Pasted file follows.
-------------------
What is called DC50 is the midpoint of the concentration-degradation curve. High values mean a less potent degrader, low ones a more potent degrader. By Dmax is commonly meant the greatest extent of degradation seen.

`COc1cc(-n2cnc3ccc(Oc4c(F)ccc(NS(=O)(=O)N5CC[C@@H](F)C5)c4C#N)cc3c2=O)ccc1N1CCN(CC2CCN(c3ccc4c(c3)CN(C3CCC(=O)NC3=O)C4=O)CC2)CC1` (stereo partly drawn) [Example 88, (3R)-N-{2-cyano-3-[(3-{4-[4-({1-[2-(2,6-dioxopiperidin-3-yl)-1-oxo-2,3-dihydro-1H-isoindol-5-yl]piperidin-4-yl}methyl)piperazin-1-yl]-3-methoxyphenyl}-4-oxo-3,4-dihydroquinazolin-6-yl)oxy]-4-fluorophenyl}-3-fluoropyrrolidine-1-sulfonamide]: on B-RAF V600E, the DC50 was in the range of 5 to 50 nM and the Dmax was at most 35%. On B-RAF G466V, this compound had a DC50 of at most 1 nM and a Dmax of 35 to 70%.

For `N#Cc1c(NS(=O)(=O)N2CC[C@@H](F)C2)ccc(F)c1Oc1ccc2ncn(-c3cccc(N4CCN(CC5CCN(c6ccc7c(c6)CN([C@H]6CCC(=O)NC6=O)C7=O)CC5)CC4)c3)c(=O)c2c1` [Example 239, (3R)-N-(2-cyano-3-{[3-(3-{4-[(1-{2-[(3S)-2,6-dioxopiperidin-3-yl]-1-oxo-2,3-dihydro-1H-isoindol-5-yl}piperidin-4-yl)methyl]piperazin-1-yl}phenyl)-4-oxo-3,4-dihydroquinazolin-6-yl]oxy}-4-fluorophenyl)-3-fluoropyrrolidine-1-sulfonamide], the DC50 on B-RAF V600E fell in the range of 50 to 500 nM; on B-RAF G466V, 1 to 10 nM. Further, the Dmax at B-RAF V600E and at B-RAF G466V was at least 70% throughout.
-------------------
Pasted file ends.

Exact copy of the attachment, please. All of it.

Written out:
What is called DC50 is the midpoint of the concentration-degradation curve. High values mean a less potent degrader, low ones a more potent degrader. By Dmax is commonly meant the greatest extent of degradation seen.

`COc1cc(-n2cnc3ccc(Oc4c(F)ccc(NS(=O)(=O)N5CC[C@@H](F)C5)c4C#N)cc3c2=O)ccc1N1CCN(CC2CCN(c3ccc4c(c3)CN(C3CCC(=O)NC3=O)C4=O)CC2)CC1` (stereo partly drawn) [Example 88, (3R)-N-{2-cyano-3-[(3-{4-[4-({1-[2-(2,6-dioxopiperidin-3-yl)-1-oxo-2,3-dihydro-1H-isoindol-5-yl]piperidin-4-yl}methyl)piperazin-1-yl]-3-methoxyphenyl}-4-oxo-3,4-dihydroquinazolin-6-yl)oxy]-4-fluorophenyl}-3-fluoropyrrolidine-1-sulfonamide]: on B-RAF V600E, the DC50 was in the range of 5 to 50 nM and the Dmax was at most 35%. On B-RAF G466V, this compound had a DC50 of at most 1 nM and a Dmax of 35 to 70%.

For `N#Cc1c(NS(=O)(=O)N2CC[C@@H](F)C2)ccc(F)c1Oc1ccc2ncn(-c3cccc(N4CCN(CC5CCN(c6ccc7c(c6)CN([C@H]6CCC(=O)NC6=O)C7=O)CC5)CC4)c3)c(=O)c2c1` [Example 239, (3R)-N-(2-cyano-3-{[3-(3-{4-[(1-{2-[(3S)-2,6-dioxopiperidin-3-yl]-1-oxo-2,3-dihydro-1H-isoindol-5-yl}piperidin-4-yl)methyl]piperazin-1-yl}phenyl)-4-oxo-3,4-dihydroquinazolin-6-yl]oxy}-4-fluorophenyl)-3-fluoropyrrolidine-1-sulfonamide], the DC50 on B-RAF V600E fell in the range of 50 to 500 nM; on B-RAF G466V, 1 to 10 nM. Further, the Dmax at B-RAF V600E and at B-RAF G466V was at least 70% throughout.